As far as I know, there has not been a single blog relating to Northern Ireland since The Irish Economy blog began earlier this year. Northern Ireland is having a relatively good recession for various reasons on which I do not wish to dwell. However, it has serious long-term problems which have been addressed in a report commissioned by the devolved economy Minister. The report is available here. What will interest readers of this Blog was that 4 out of the 5 report authors are economists, of which I am one.
In essence, the Northern Ireland economy has operated under wartime conditions for nearly four decades. Public sector output amounts to around 60% of gross value added (the regional equivalent of GDP). More specifically, industrial policy has consisted of providing large scale grants to both inward investors and indigenous firms. This has been partly successful: employment growth has been high in the last decade and at the peak of the recent boom, the unemployment rate was hovering just above 4% as in the Republic of Ireland case. What was different was that productivity growth was low to non-existent. Consequently living standards have not converged on the UK and have diverged markedly from the Republic of Ireland and other successful countries.
It is not hard to see why. Good quality inward investors are attracted by incentives (such as the Republicsof Ireland’s low corporate tax regime) which reward future profits. Northern Ireland’s emphasis on front loaded grants incentivises those that cannot obtain commercial funding: as poor a signal as one could wish for. Northern Ireland’s unique selling point was its low cost base: in essence it is competing with Bangalore, not high wage high productivity economies and regions. In addition, we estimate that the deadweight loss from Invest NI (the industrial development agency) handouts was in excess of 50% overall and close to 100% for some types of grants. The interesting exception was Innovation and R&D grants where deadweight loss is particularly low.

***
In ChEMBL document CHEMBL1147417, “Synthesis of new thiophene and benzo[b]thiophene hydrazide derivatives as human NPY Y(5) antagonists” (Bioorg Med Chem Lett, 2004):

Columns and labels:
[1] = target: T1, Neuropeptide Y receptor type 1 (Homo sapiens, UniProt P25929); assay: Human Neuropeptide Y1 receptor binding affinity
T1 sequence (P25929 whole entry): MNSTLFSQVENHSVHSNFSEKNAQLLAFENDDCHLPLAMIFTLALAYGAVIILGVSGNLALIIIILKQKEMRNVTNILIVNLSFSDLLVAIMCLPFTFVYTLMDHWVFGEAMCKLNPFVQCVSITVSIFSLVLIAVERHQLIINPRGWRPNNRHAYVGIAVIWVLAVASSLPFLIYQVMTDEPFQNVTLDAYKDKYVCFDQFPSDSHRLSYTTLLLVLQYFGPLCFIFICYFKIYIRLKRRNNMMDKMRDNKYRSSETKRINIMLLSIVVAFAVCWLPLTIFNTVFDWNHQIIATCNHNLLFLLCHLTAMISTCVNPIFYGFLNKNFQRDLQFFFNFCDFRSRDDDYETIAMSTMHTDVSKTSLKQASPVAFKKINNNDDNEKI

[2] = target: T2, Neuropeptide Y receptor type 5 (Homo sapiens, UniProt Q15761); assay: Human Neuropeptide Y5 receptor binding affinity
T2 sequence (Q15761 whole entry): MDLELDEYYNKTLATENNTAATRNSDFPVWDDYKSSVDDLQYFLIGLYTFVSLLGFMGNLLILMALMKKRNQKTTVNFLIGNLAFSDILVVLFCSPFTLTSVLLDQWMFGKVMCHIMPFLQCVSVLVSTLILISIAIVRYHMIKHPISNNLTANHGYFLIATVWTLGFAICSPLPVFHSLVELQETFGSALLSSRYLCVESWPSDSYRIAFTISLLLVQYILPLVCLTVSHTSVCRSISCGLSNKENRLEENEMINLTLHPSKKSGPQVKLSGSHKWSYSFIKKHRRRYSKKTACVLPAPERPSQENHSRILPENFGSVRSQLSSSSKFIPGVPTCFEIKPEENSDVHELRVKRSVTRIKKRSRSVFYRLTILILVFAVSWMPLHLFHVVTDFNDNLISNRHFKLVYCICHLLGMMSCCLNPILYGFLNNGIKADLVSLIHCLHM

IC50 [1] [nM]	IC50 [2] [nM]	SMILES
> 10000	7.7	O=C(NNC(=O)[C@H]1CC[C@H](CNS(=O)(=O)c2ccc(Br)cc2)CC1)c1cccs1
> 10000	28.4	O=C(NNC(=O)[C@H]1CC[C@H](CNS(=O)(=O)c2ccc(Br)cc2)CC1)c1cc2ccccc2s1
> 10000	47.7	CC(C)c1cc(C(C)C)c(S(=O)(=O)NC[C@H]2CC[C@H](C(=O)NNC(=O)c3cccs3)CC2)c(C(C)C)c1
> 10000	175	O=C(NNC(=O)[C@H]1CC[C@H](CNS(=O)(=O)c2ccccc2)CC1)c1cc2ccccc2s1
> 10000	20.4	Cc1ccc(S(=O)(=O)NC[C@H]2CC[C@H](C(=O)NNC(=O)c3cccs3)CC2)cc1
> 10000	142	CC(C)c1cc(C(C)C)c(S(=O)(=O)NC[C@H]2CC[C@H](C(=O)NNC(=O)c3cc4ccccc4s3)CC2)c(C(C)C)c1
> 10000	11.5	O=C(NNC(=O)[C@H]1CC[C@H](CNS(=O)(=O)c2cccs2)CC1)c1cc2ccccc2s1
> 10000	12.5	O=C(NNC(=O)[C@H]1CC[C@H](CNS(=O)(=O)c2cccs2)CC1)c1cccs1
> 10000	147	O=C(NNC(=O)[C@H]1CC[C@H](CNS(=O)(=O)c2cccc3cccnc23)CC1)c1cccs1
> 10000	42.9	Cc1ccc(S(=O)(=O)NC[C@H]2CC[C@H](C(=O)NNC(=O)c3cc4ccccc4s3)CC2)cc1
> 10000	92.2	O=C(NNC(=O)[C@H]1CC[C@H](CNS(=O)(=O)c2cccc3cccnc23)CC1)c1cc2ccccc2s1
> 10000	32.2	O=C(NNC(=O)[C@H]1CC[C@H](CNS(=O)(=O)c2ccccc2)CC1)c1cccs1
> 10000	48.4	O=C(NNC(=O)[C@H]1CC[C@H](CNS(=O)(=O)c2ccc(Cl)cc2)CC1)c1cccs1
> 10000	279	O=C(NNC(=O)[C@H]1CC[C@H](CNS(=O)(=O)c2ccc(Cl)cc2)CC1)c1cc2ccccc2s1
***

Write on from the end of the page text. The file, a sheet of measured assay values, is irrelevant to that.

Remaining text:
Business expenditure on R&D (BERD) in Northern Ireland is extraordinarily low: of the order of one-half of one per cent of gross value added. In fact university R&D expenditure exceeds BERD: I know of few regions with this eccentric characteristic. Previous contributors to this blog have reminded us of the global stylised fact that there is a weak connection between academic research and business innovation.
Economists had almost no input into the NI peace process so that the opportunity to replace Northern Ireland’s grant dependency with tax incentives was lost. How ever much this is bitterly regretted, the panel’s task was, inter alia to devise an industrial policy for a (relatively) high tax economy. Inevitably, we turned our attention to Scandinavia. We were particularly impressed by the experience of Oulu in Northern Finland. As god-forsaken a region it would be hard to find: yet it has developed into having the second highest living standard in Finland (after Helsinki).
Our recommendations are as follows:
(1) Phasing out of almost all Invest NI grants to businesses by 2013. One of the important exceptions is grants for R&D and innovation. Grants for investment by companies new to NI would be also retained. This is a much narrower concept than FDI which includes expansions and retentions by existing international companies.
(2) Other than the above, Invest NI may only participate in enterprises through equity and subordinated loans
(3) Establishment of a state owned commercial contract research company along the lines of VTT in Finland. The latter employs about 3,000 people and that is the scale that we are proposing. . This will both be a magnet for inward investment as well as enabling existing companies to increase BERD.
(4) Overall, our proposals are, at worst, fiscally neutral and may well involve net public expenditure cuts